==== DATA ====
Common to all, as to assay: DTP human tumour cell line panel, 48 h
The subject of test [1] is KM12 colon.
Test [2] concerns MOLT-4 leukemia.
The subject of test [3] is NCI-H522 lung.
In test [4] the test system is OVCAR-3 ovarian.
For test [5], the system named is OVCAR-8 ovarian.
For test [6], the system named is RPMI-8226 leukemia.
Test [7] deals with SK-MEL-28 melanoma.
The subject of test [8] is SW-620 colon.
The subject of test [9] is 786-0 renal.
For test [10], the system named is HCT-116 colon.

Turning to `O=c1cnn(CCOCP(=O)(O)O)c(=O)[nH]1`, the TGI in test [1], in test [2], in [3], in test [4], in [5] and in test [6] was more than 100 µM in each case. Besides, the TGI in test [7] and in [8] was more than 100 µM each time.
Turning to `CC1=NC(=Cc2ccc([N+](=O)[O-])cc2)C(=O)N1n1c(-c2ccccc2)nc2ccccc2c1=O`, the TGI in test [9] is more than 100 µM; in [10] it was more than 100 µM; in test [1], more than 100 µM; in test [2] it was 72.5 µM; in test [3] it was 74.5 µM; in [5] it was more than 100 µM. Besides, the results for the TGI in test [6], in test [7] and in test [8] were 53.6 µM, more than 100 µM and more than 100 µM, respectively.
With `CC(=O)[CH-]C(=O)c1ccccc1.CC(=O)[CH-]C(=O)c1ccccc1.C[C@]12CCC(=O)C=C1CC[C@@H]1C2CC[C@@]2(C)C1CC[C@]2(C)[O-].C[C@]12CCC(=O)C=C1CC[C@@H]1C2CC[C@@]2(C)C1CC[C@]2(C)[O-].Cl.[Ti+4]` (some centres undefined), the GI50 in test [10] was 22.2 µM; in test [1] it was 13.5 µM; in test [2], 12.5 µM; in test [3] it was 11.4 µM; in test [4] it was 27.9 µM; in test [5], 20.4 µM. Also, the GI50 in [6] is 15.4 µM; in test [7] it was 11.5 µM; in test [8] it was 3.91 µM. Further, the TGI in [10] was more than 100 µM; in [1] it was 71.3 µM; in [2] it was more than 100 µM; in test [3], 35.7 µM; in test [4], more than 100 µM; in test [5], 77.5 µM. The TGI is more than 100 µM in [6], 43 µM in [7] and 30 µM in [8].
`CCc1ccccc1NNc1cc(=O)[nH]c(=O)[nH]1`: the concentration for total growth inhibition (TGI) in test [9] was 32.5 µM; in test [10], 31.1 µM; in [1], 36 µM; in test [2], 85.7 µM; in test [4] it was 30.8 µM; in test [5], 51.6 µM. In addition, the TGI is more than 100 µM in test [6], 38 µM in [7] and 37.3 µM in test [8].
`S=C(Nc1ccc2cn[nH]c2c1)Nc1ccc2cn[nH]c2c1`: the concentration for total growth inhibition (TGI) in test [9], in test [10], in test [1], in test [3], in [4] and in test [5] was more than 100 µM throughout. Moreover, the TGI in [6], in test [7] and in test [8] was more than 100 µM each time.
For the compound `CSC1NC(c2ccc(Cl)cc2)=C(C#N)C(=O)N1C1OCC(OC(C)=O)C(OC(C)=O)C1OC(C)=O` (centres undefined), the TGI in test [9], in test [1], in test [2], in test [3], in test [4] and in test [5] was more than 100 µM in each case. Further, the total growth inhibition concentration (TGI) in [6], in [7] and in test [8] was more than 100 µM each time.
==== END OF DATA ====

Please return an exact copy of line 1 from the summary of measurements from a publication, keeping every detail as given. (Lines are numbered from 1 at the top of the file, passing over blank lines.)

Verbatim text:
Common to all, as to assay: DTP human tumour cell line panel, 48 h